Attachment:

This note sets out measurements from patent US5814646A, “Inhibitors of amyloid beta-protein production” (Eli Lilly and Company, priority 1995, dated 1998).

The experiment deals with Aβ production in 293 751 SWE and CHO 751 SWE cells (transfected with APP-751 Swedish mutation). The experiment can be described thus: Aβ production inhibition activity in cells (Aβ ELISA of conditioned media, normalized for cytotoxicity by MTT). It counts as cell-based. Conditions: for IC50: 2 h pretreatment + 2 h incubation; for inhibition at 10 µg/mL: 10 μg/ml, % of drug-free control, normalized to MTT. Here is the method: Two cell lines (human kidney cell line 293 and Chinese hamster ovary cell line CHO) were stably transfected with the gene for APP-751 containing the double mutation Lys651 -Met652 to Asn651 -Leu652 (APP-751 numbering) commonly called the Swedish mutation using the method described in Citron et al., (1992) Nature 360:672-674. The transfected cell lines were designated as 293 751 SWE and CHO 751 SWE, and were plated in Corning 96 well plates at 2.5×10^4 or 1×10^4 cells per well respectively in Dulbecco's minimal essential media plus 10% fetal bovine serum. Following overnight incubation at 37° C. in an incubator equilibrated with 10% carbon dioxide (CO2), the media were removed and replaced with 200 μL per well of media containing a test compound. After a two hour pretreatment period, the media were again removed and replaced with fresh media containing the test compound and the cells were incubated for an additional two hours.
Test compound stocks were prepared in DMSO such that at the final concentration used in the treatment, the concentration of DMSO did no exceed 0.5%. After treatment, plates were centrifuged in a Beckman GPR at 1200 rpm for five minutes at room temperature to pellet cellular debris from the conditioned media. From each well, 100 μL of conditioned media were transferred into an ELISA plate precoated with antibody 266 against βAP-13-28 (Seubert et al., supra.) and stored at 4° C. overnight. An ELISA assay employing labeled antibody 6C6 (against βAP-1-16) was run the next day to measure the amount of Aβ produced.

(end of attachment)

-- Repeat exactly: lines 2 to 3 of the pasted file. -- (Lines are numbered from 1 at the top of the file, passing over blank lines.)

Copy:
The experiment deals with Aβ production in 293 751 SWE and CHO 751 SWE cells (transfected with APP-751 Swedish mutation). The experiment can be described thus: Aβ production inhibition activity in cells (Aβ ELISA of conditioned media, normalized for cytotoxicity by MTT). It counts as cell-based. Conditions: for IC50: 2 h pretreatment + 2 h incubation; for inhibition at 10 µg/mL: 10 μg/ml, % of drug-free control, normalized to MTT. Here is the method: Two cell lines (human kidney cell line 293 and Chinese hamster ovary cell line CHO) were stably transfected with the gene for APP-751 containing the double mutation Lys651 -Met652 to Asn651 -Leu652 (APP-751 numbering) commonly called the Swedish mutation using the method described in Citron et al., (1992) Nature 360:672-674. The transfected cell lines were designated as 293 751 SWE and CHO 751 SWE, and were plated in Corning 96 well plates at 2.5×10^4 or 1×10^4 cells per well respectively in Dulbecco's minimal essential media plus 10% fetal bovine serum. Following overnight incubation at 37° C. in an incubator equilibrated with 10% carbon dioxide (CO2), the media were removed and replaced with 200 μL per well of media containing a test compound. After a two hour pretreatment period, the media were again removed and replaced with fresh media containing the test compound and the cells were incubated for an additional two hours.
Test compound stocks were prepared in DMSO such that at the final concentration used in the treatment, the concentration of DMSO did no exceed 0.5%. After treatment, plates were centrifuged in a Beckman GPR at 1200 rpm for five minutes at room temperature to pellet cellular debris from the conditioned media. From each well, 100 μL of conditioned media were transferred into an ELISA plate precoated with antibody 266 against βAP-13-28 (Seubert et al., supra.) and stored at 4° C. overnight. An ELISA assay employing labeled antibody 6C6 (against βAP-1-16) was run the next day to measure the amount of Aβ produced.